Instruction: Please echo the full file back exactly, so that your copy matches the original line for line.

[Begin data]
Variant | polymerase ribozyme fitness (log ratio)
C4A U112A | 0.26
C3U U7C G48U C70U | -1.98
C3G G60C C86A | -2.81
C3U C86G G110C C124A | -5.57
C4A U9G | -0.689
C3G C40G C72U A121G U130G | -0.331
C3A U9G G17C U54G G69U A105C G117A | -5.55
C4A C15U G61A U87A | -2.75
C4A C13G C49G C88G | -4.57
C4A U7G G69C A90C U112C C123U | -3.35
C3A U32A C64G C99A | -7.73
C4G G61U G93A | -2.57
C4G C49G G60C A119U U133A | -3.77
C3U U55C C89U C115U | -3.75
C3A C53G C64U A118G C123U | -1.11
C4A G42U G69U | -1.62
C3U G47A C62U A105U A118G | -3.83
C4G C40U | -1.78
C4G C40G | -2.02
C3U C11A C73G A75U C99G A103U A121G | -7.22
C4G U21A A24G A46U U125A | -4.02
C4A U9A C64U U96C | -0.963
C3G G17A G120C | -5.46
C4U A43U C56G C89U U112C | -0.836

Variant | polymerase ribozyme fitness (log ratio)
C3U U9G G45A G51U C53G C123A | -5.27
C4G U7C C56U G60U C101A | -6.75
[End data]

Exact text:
Variant | polymerase ribozyme fitness (log ratio)
C4A U112A | 0.26
C3U U7C G48U C70U | -1.98
C3G G60C C86A | -2.81
C3U C86G G110C C124A | -5.57
C4A U9G | -0.689
C3G C40G C72U A121G U130G | -0.331
C3A U9G G17C U54G G69U A105C G117A | -5.55
C4A C15U G61A U87A | -2.75
C4A C13G C49G C88G | -4.57
C4A U7G G69C A90C U112C C123U | -3.35
C3A U32A C64G C99A | -7.73
C4G G61U G93A | -2.57
C4G C49G G60C A119U U133A | -3.77
C3U U55C C89U C115U | -3.75
C3A C53G C64U A118G C123U | -1.11
C4A G42U G69U | -1.62
C3U G47A C62U A105U A118G | -3.83
C4G C40U | -1.78
C4G C40G | -2.02
C3U C11A C73G A75U C99G A103U A121G | -7.22
C4G U21A A24G A46U U125A | -4.02
C4A U9A C64U U96C | -0.963
C3G G17A G120C | -5.46
C4U A43U C56G C89U U112C | -0.836

Variant | polymerase ribozyme fitness (log ratio)
C3U U9G G45A G51U C53G C123A | -5.27
C4G U7C C56U G60U C101A | -6.75